September 23, 2020

"Nano-imaging with X-ray ptychography: method development and application", Yudong Yao, X-ray Science Division, Argonne National Laboratory. Host: Martin Holt

Ptychography has become a very popular and successful imaging technique that is able to view the internal structure of samples at a high spatial resolution that is not limited by the quality of the focusing optics. X-ray ptychography has been demonstrated to obtain quantitative insight of samples at sub-10 nm resolution, in material science, biology, and electronics. Combined with the scanning x-ray fluorescence microscopy, which shares the same scanning mechanism as the ptychography technique, this correlative method can provide both elemental and structural information of specimens at high spatial resolution. In addition, by acquiring ptychographic projections for a set of rotation angles, ptychography also has valuable applications in 3D X-ray imaging. As a combination of coherent diffraction imaging and scanning microscopy techniques, ptychography allows imaging for extended sample region with a customizable field-of-view (FOV). But this comes at a cost of the increasing data acquisition time and data volume, resulting in a trade-off between the large FOV and high spatial resolution in ptychographic imaging. The broadband illumination ptychography method and multi-beam ptychography method were developed to achieve high-throughput, high-resolution imaging. This talk will introduce the X-ray ptychography technique and its applications, as well as the development of high-throughput ptychography methods.

September 21, 2020

"Dynamic Structural Imaging Through Nanoscale Bragg Diffraction Microscopy", Martin Holt, Argonne National Laboratory

The unique imaging power of nano-focused synchrotron hard x-rays can be harnessed to provide non-destructive methods for 3D visualization of crystallographic phase and strain in solid-state materials. This gives access to understanding extremely subtle lattice perturbations (10^-5 dc/c) near optically active defects or interfaces within fabricated heterostructures that can be located potentially microns away from surfaces without sectioning the sample. The use of time-resolved coherent synchrotron illumination synchronized to external stimuli can further augment this approach to understand excitation-driven energy flow and dynamic structure-function relationships across broad classes of classical and quantum materials for energy. Current work and future directions such as the integration of these approaches with in-situ and time-resolved electron microscopy capabilities at the CNM for true multimodal / multi-platform microscopy, as well as new capabilities enabled by data-driven algorithmic methods and the near-term completion of diffraction limited storage rings such as the Advanced Photon Source Upgrade (APSU) will be explored in the context of recent results.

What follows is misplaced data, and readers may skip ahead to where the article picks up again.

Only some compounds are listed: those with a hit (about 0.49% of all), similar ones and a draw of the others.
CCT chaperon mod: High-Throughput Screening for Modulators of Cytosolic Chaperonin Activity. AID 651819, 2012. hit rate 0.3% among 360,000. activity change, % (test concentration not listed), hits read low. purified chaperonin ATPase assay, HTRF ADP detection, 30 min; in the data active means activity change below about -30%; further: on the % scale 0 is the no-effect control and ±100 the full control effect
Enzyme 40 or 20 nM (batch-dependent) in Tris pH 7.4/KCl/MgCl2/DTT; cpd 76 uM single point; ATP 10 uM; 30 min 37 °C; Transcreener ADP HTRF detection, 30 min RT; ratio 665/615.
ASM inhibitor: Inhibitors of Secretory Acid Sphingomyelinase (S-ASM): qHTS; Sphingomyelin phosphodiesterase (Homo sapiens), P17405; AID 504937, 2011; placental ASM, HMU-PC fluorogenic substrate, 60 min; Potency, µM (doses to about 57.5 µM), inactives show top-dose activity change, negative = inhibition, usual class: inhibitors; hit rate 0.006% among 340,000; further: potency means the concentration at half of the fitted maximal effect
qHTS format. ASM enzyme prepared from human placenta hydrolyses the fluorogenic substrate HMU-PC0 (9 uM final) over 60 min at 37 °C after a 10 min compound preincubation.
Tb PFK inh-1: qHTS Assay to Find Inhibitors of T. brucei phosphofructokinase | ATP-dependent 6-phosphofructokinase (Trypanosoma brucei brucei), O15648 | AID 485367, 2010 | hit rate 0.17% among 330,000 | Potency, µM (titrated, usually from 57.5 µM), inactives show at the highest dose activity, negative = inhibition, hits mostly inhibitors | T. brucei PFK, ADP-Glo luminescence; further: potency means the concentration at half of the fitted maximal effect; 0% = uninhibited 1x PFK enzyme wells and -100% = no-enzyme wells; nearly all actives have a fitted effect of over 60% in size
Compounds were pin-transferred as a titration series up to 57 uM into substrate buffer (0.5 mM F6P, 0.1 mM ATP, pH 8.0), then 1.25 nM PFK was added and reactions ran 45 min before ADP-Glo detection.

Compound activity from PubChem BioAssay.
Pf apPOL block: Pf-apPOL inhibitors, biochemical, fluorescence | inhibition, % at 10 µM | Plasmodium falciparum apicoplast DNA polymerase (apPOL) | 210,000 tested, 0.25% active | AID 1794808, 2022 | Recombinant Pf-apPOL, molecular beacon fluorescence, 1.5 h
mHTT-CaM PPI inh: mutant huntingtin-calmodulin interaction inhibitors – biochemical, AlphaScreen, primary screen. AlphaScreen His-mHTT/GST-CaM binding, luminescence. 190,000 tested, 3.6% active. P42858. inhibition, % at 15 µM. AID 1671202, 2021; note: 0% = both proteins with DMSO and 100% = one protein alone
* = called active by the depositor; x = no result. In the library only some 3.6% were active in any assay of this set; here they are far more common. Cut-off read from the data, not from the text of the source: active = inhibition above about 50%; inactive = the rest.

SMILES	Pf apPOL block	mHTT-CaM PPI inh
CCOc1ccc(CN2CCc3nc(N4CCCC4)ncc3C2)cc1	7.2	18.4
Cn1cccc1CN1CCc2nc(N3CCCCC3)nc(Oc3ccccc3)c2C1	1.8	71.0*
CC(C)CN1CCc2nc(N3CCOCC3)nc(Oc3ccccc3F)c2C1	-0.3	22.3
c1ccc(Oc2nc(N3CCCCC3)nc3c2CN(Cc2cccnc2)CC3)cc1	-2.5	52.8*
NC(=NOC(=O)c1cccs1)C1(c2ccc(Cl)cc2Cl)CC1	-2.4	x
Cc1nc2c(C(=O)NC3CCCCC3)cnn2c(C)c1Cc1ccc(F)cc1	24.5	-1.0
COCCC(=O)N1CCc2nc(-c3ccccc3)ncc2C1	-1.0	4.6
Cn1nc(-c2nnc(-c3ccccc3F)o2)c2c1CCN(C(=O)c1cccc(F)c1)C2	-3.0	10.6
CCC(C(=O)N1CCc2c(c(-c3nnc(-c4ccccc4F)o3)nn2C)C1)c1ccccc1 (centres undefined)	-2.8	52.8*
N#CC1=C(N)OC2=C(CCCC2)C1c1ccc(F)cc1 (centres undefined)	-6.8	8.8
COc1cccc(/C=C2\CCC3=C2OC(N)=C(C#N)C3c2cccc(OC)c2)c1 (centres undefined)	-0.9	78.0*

July 16, 2020

"Structural dynamics enabled functionality in quantum nanoscale materials", Vladimir Stoica, Pennsylvania State University. Host: Jianguo Wen